This country is perfectly level, watered by numerous rivers and streams, and covered with grass. Like all extensive districts, portions of it are found of inferior quality, a very small part is swampy, indeed so trifling that a dray may be driven over almost every part of it; the surface in some parts is stony, but on examination we found it confined to the surface alone, the soil consisting of a light loam, resting on gravel and a substratum of blue clay; much of it well adapted for agricultural purposes, and capable of yielding excellent crops of all kinds of grain, potatoes, and European fruits and vegetables.

The whole of this extensive and almost uninhabited tract of plain country affords excellent natural pasturage, and is particularly well adapted for the depasturing of cattle and horses.

The produce of a very extensive country, extending along the sea coast for 200 or 300 miles, will have Port Cooper as its market and harbour.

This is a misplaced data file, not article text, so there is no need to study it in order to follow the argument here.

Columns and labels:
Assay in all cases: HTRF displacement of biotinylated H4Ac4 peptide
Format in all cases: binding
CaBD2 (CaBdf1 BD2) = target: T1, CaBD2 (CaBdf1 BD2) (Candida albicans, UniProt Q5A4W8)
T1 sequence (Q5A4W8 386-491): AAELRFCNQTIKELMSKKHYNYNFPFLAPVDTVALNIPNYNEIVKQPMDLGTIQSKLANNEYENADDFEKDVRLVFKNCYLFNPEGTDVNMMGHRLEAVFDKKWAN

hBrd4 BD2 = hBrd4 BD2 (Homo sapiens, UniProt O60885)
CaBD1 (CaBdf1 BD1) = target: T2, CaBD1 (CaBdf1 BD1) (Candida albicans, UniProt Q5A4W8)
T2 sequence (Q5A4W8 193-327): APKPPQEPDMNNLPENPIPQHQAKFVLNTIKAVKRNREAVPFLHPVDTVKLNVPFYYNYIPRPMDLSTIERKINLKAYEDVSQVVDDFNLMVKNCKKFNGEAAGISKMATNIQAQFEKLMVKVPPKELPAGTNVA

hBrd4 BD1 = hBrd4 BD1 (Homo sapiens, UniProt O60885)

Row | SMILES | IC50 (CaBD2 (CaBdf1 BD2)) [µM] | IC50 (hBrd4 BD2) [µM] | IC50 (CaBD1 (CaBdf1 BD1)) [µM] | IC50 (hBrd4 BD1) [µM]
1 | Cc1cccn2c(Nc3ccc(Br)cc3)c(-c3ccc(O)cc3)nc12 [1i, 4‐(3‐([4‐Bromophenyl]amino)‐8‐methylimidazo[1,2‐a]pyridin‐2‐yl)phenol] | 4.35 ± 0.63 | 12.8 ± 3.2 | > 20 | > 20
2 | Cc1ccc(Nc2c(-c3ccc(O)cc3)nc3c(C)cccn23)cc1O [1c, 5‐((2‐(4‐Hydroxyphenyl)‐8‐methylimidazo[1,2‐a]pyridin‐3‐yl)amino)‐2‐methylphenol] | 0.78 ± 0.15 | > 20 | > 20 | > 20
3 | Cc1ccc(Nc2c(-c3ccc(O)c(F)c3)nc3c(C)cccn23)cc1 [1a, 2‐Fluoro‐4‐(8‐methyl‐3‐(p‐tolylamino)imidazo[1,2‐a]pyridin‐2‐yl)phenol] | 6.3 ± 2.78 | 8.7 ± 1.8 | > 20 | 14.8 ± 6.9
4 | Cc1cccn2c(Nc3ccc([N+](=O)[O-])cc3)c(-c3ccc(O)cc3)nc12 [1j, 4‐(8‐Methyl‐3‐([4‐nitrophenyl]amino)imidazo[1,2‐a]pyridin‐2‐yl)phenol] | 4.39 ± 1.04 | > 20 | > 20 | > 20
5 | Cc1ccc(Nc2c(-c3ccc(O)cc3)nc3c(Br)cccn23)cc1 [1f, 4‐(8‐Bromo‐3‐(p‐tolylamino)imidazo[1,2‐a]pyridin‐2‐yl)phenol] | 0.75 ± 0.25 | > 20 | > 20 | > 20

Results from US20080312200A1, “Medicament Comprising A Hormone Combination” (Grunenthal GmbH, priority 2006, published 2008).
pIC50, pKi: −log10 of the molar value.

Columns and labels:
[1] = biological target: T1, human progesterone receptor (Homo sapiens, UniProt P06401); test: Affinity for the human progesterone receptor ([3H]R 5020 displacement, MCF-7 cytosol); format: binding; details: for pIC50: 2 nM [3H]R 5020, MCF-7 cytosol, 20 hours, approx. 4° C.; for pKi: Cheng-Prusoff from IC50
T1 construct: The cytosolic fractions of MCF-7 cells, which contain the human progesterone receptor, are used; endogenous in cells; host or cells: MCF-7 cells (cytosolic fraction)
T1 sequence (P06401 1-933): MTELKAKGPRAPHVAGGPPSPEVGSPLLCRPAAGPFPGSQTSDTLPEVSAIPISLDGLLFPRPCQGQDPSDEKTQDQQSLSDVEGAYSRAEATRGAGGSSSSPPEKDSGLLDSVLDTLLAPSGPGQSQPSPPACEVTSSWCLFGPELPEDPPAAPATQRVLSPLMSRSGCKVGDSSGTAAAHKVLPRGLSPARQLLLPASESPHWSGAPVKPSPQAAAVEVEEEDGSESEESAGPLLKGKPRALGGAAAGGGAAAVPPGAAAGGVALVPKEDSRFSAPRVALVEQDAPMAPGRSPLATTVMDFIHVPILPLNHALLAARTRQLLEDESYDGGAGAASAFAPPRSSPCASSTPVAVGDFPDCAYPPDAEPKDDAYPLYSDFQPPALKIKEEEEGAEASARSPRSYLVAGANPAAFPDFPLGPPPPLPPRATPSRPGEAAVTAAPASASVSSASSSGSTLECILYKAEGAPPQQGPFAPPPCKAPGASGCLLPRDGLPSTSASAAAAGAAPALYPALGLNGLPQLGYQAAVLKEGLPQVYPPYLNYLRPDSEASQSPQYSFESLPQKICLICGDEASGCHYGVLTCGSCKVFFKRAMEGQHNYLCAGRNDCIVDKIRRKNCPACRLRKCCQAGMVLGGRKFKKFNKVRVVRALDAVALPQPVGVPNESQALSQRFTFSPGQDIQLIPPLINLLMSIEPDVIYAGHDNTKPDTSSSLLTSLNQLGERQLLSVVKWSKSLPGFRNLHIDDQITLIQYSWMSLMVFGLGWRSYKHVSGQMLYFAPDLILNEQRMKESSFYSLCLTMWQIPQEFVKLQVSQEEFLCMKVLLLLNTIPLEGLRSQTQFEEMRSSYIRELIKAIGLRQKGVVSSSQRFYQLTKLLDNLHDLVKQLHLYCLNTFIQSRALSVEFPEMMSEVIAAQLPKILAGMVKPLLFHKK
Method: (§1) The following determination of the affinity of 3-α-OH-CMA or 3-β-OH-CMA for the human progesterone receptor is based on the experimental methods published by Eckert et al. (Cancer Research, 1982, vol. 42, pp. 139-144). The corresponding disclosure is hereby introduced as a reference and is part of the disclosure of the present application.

Banks's Peninsula contains no less than four good harbours—viz., Akaroa, Pigeon Bay, Port Levy, and Port Cooper. The country is hilly and well wooded; and the three former harbours are separated from the plain country, excepting by forming long and expensive hill roads; thus. Port Cooper alone is of any value with reference to the plains adjoining.

The harbour of Port Cooper, situated in the N.W. angle of Banks's Peninsula, though open to the eastward, affords good and safe anchorage. Large ships anchor about four miles up, whilst brigs and large schooners lie off the port town of Lyttelton. It has no bar, is easy of access and egress, and has been frequented by whalers of all nations for the last twenty years, and no accident is on record; and with a lighthouse on Godley Head (which I should most strongly recommend), might be entered with safety in the darkest night.